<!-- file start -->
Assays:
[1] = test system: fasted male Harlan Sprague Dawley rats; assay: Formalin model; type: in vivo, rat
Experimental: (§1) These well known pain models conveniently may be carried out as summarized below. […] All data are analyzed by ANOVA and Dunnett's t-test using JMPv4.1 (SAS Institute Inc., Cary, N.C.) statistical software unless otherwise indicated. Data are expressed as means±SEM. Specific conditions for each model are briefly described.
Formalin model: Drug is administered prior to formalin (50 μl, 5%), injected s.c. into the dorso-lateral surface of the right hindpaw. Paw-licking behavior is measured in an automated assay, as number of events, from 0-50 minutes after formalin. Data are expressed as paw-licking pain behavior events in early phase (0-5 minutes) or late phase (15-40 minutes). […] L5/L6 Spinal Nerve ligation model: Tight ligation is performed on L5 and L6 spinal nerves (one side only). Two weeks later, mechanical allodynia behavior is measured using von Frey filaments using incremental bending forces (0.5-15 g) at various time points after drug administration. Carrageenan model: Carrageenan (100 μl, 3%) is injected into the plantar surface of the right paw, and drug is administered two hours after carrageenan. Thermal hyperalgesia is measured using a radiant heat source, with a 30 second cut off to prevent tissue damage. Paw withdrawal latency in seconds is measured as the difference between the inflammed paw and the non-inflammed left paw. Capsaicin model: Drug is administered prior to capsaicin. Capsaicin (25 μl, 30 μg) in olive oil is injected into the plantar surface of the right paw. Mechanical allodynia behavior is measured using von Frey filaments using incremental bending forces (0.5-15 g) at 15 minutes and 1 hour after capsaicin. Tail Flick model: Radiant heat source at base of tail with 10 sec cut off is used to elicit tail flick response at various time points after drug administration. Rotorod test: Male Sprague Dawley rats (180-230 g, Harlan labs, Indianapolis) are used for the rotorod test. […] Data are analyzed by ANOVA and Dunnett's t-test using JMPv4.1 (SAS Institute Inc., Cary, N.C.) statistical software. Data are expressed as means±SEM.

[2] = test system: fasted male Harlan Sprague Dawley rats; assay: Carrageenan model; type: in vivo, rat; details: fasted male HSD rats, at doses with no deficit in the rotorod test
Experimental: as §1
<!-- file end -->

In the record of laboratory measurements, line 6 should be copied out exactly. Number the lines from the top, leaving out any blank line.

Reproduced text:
Experimental: as §1